Share this article

print logo


When Rafael Palmeiro became the 19th player in baseball history to hit 500 home runs, a debate was sparked.

In this day of sluggers, is Palmeiro Hall of Fame material?

Despite all his statistical superlatives, Palmeiro has never been the best player in baseball during his 18-year big-league career, the detractors argue.

This column began as an overview of players who have shared Palmeiro's malady -- that of being underappreciated. But when Dave DeBusschere died after suffering a heart attack at age 62 on Wednesday, it quickly occurred that he may have been the king of playing beneath the radar.

If NBA fantasy leagues had been in vogue back in the '60s and '70s, DeBusschere would have been regarded just as Palmeiro is today -- a solid player not often mentioned during arguments concerning the elite.

DeBusschere has received a few more accolades than Palmeiro. He was elected to the Hall of Fame in 1983 and named one of the 50 greatest players in NBA history in 1997. (He's the third of that fabulous group to die; Pete Maravich died at 40 in 1988 and Wilt Chamberlain at 63 in 1999).

But DeBusschere never made the all-NBA first team and was selected a second-teamer only once (in 1968-69).

A 6-foot-6, 225-pound forward who was most famous for his defensive abilities and top-of-the-key jump shot, DeBusschere was traded to the New York Knicks from his hometown Detroit Pistons in 1969. He won a pair of championships with the Knicks, in 1970 and '73.

Fellow Hall of Famer Connie Hawkins once remarked that DeBusschere "took away my first, second, third and fourth offensive moves."

But when you think of the great Knicks teams from that era, DeBusschere probably is about the fifth or sixth option in your memory banks behind fellow Hall of Famers Walt Frazier, Willis Reed and Bill Bradley, as well as maybe Earl Monroe, perhaps even current Lakers coach Phil Jackson. Just like Alex Rodriguez is the first Ranger you think of, not Palmeiro. Ditto Cal Ripken Jr. when Palmeiro played for the Baltimore Orioles.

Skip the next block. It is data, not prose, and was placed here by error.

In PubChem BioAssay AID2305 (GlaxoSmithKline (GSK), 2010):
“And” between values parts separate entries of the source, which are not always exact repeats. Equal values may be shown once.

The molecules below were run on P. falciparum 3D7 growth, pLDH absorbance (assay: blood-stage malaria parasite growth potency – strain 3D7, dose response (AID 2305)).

Long before there was Bo Jackson, Danny Ainge and Deion Sanders, DeBusschere was a two-sport standout. After college, he accepted a $75,000 signing bonus to play baseball and a $15,000 contract with the Pistons.

DeBusschere's professional sports career began as a 19-year-old right-handed pitcher for Indianapolis, then a Chicago White Sox farm club, where he went 25-9 and was protected ahead of Denny McLain -- the last man to win 30 games in a season -- in a draft of minor leaguers. DeBusschere spent two seasons in the big leagues with the White Sox, compiling a 3-4 record and 2.90 earned run average in 36 games, 10 as a starter.

He walked 23 and struck out eight as a hard-throwing but wild rookie in 1962, then turned that ratio around with 53 strikeouts and 34 walks in 1963, just months after having played a full season of basketball with the Pistons, who selected him first in the 1962 NBA draft as a territorial pick out of the University of Detroit (now Detroit Mercy).

The territorial draft, which the NBA employed through 1965, allowed teams to capitalize on the regional popularity of college stars. Ironically, the American Basketball Association, which DeBusschere later became commissioner of, used the same tack a decade later in its war to sign prospects away from the NBA.

DeBusschere led Detroit's Austin Catholic High School to the 1958 state championship, where he averaged 24.1 points as a senior, including 29.5 in the state tournament.